Washington column for June 11

Rappahannock honors Jenks and Molly

At the Washington fire hall last Sunday, the cake for Jenks and Molly Hobson’s party came in the form of the retiring Trinity rector’s ubiquitous Volvo, decorated with a picture of Jenks in a fire hat. | Rappahannock News
At the Washington fire hall last Sunday, the cake for Jenks and Molly Hobson’s party came in the form of the retiring Trinity rector’s ubiquitous Volvo, decorated with a picture of Jenks in a fire hat.

The Washington fire hall was filled with people from all over Rappahannock County Sunday afternoon as our community gathered at an ice-cream social to thank Molly and Jenks Hobson for their 42 years of service and to wish them well on the occasion of pastor Jenks’ retirement from Trinity Episcopal Church, reports Russ Collins.

John McCarthy was emcee of the event, with special appreciations expressed by a lineup of speakers for Jenks’ service on the board of the Fauquier Health Foundation, as a member of Washington Volunteer Fire and Rescue, and in support of the Rappahannock Food Pantry, Benevolent Fund, the town of Washington, and so many other activities and people in our county.

“Jenks is not just your pastor, he is pastor to the whole community,” said Helen Williams, who also noted that “there are only three people who have run every Fodderstack Race, and Jenks is one of the three,” and that Jenks has been a member of the Washington Fire and Rescue for 40-some years of his life in Rappahannock.

Washington Mayor John Sullivan and Food Pantry manager Mimi Forbes were just a few that brought smiles and applause from the community gathered for an ice cream social, and a chance to say goodbye to Rev. Jennings W. Hobson III and his wife, Molly. With a cake in the shape of his lime green Volvo, and decorated with his picture in a fire hat and a signpost for Fodderstack Road, among other memories, and ice cream and toppings for all, it was a great party, celebrating his retirement from the official ministry at Trinity Episcopal Church, and their move into another kind of life.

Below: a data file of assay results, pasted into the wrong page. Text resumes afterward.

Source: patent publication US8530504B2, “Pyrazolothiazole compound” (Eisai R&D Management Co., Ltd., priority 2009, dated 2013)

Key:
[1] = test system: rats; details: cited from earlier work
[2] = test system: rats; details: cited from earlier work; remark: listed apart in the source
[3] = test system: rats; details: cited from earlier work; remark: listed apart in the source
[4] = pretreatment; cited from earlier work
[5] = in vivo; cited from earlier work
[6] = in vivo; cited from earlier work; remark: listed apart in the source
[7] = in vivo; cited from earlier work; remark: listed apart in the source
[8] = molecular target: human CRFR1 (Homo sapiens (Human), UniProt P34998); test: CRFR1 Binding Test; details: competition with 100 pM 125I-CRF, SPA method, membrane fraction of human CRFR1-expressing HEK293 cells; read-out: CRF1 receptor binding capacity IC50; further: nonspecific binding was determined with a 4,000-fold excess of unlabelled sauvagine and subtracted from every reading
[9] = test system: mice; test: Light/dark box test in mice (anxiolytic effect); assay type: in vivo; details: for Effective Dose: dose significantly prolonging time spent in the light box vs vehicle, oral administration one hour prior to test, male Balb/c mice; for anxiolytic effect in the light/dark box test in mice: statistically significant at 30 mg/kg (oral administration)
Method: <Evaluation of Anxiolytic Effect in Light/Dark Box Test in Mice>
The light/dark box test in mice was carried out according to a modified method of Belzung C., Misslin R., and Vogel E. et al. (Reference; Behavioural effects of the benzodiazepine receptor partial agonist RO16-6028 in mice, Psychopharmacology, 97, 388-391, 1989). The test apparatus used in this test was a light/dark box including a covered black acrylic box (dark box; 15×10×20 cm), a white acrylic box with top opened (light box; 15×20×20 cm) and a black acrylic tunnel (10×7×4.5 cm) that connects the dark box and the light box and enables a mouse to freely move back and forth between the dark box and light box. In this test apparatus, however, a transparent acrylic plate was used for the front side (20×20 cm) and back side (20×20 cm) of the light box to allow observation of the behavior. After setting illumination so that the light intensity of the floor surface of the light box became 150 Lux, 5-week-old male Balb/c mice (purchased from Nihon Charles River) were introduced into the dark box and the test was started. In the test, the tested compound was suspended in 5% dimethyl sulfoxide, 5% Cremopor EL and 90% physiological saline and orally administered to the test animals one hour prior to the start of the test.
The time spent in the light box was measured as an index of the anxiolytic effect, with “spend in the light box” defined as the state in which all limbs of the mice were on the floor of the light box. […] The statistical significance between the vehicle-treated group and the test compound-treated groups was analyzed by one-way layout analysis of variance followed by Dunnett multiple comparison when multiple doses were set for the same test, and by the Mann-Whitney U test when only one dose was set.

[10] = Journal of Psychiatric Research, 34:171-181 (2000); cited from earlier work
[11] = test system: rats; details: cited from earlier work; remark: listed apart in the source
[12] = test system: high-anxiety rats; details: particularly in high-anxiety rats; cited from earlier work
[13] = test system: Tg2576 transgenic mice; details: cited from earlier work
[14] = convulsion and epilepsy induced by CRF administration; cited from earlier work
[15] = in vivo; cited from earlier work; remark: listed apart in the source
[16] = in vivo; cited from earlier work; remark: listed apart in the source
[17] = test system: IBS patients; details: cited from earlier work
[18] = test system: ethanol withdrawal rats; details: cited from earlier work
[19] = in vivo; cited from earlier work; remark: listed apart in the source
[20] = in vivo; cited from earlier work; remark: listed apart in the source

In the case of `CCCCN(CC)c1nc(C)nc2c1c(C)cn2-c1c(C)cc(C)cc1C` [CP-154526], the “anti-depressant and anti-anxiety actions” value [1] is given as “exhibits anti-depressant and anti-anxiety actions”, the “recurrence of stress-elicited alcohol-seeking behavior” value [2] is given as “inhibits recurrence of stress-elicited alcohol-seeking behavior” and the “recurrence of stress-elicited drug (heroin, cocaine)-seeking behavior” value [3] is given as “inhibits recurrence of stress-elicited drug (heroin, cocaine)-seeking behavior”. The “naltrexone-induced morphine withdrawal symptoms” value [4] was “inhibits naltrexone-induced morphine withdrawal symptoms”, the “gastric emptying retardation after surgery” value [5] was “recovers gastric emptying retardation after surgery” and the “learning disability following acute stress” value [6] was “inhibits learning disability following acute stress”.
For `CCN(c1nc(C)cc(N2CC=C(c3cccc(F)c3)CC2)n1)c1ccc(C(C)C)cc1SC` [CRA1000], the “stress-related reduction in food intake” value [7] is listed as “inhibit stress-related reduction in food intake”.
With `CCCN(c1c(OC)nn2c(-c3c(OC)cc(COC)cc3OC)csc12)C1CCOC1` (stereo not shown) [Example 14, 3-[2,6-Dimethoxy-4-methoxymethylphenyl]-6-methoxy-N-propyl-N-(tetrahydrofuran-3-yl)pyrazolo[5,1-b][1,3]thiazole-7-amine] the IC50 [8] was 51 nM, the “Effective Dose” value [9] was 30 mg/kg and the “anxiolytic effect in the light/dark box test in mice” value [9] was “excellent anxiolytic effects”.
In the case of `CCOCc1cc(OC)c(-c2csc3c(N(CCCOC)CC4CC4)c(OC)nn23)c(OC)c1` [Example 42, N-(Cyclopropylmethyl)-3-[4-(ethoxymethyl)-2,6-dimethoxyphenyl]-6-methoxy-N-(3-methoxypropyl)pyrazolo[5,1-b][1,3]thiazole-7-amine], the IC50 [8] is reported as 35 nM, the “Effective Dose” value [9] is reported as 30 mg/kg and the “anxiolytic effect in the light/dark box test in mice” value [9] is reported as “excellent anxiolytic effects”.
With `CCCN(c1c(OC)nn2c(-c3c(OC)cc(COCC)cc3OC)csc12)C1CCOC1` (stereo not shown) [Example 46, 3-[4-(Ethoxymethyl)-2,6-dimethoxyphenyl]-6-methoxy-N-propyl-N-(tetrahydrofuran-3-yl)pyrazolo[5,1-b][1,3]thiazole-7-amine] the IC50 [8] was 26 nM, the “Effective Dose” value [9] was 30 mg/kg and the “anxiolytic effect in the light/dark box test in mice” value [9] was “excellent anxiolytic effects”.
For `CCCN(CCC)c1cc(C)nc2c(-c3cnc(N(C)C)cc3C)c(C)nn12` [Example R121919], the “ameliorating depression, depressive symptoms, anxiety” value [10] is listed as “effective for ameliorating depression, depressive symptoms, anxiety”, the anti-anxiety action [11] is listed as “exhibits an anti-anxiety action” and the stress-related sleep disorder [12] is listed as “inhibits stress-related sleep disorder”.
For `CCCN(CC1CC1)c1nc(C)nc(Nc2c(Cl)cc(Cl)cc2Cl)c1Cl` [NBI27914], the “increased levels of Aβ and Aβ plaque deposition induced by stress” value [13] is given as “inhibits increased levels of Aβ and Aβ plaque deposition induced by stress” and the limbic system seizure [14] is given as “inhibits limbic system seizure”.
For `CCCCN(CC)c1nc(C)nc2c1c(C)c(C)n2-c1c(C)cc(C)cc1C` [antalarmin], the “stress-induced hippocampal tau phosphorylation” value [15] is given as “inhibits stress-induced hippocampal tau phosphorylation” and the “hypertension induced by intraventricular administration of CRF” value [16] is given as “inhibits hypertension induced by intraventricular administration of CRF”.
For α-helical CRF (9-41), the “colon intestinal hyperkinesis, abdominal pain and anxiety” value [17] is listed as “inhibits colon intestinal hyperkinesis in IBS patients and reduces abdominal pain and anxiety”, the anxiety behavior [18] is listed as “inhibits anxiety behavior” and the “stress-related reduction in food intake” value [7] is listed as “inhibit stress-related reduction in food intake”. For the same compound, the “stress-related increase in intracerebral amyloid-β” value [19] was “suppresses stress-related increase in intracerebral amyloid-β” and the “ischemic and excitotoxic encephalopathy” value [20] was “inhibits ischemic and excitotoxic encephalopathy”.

“Jenks is the most beloved person in Rappahannock County,” Sullivan said, with emotion. Forbes, with great flair and on behalf of the Food Pantry, said “Thank you from the bottom of my heart,” and “Jenks gives even bigger hugs than I do.” (And with that received one of Jenks’ huge, off-your-feet bear hugs.)

In his remarks, Jenks said that he loves Rappahannock County and “what an honor it has been to serve this community,” and thanked everyone for their efforts and for coming together to meet with he and Molly.

He explained that while he will no longer be involved at Trinity, he and Molly will still reside in Rappahannock and look forward to continuing old friendships and making new friends in the years ahead.

Both of his children, son Jennings and daughter Berkeley and her husband, John, were there for this special occasion.

McCarthy also presented Molly with a lovely bouquet of flowers in recognition of her community service alongside Jenks for so many years.

Reynolds Baptist pastor Jon Heddleston’s band played for the gathering.

Jenks and Molly, we wish you both the best.

Camp time

Waiting for the bus to 4-H day camp in Front Royal are (back row, from left) Garrett Smoot, Jeremiah Turner, Kayla Butler, Christy Smoot and (front, from left) Maeve Ciuba, Julianna Butler, Carter Goff and Lilie Halko. | Rappahannock News
Waiting for the bus to 4-H day camp in Front Royal are (back row, from left) Garrett Smoot, Jeremiah Turner, Kayla Butler, Christy Smoot and (front, from left) Maeve Ciuba, Julianna Butler, Carter Goff and Lilie Halko.